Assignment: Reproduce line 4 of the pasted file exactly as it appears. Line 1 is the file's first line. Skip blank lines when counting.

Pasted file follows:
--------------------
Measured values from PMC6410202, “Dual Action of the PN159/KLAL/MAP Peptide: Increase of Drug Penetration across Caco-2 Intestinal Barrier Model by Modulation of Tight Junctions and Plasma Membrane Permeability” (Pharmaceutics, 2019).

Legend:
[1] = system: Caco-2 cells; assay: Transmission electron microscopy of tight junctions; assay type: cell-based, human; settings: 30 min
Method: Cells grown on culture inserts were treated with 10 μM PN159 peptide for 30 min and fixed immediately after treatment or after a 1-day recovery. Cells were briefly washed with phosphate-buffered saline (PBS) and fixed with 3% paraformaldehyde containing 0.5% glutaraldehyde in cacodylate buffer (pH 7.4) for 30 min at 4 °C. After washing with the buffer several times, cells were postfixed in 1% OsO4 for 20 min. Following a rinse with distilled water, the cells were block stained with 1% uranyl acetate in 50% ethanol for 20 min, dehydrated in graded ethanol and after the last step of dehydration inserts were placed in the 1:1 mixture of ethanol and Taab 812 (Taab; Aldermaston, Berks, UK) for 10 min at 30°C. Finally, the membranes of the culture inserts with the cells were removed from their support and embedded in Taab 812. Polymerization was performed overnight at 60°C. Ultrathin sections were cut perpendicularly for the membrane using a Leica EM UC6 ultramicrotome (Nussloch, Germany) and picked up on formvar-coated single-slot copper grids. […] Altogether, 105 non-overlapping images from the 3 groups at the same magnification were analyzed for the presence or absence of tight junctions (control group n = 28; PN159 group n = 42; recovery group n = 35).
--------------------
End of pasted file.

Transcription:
Method: Cells grown on culture inserts were treated with 10 μM PN159 peptide for 30 min and fixed immediately after treatment or after a 1-day recovery. Cells were briefly washed with phosphate-buffered saline (PBS) and fixed with 3% paraformaldehyde containing 0.5% glutaraldehyde in cacodylate buffer (pH 7.4) for 30 min at 4 °C. After washing with the buffer several times, cells were postfixed in 1% OsO4 for 20 min. Following a rinse with distilled water, the cells were block stained with 1% uranyl acetate in 50% ethanol for 20 min, dehydrated in graded ethanol and after the last step of dehydration inserts were placed in the 1:1 mixture of ethanol and Taab 812 (Taab; Aldermaston, Berks, UK) for 10 min at 30°C. Finally, the membranes of the culture inserts with the cells were removed from their support and embedded in Taab 812. Polymerization was performed overnight at 60°C. Ultrathin sections were cut perpendicularly for the membrane using a Leica EM UC6 ultramicrotome (Nussloch, Germany) and picked up on formvar-coated single-slot copper grids. […] Altogether, 105 non-overlapping images from the 3 groups at the same magnification were analyzed for the presence or absence of tight junctions (control group n = 28; PN159 group n = 42; recovery group n = 35).